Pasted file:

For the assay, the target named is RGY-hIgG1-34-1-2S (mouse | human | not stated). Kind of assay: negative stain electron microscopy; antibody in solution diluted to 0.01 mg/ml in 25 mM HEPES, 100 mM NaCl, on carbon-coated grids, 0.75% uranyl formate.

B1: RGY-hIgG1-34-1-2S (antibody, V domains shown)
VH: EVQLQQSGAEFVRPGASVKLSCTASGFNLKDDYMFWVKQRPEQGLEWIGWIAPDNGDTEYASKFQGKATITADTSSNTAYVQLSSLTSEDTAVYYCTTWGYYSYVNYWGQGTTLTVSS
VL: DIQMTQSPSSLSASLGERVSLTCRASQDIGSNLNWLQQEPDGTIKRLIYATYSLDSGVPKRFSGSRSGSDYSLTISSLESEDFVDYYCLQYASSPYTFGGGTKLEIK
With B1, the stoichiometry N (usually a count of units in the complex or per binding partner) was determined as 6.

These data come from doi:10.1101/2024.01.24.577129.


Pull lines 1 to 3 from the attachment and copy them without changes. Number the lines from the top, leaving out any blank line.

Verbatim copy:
For the assay, the target named is RGY-hIgG1-34-1-2S (mouse | human | not stated). Kind of assay: negative stain electron microscopy; antibody in solution diluted to 0.01 mg/ml in 25 mM HEPES, 100 mM NaCl, on carbon-coated grids, 0.75% uranyl formate.

B1: RGY-hIgG1-34-1-2S (antibody, V domains shown)
VH: EVQLQQSGAEFVRPGASVKLSCTASGFNLKDDYMFWVKQRPEQGLEWIGWIAPDNGDTEYASKFQGKATITADTSSNTAYVQLSSLTSEDTAVYYCTTWGYYSYVNYWGQGTTLTVSS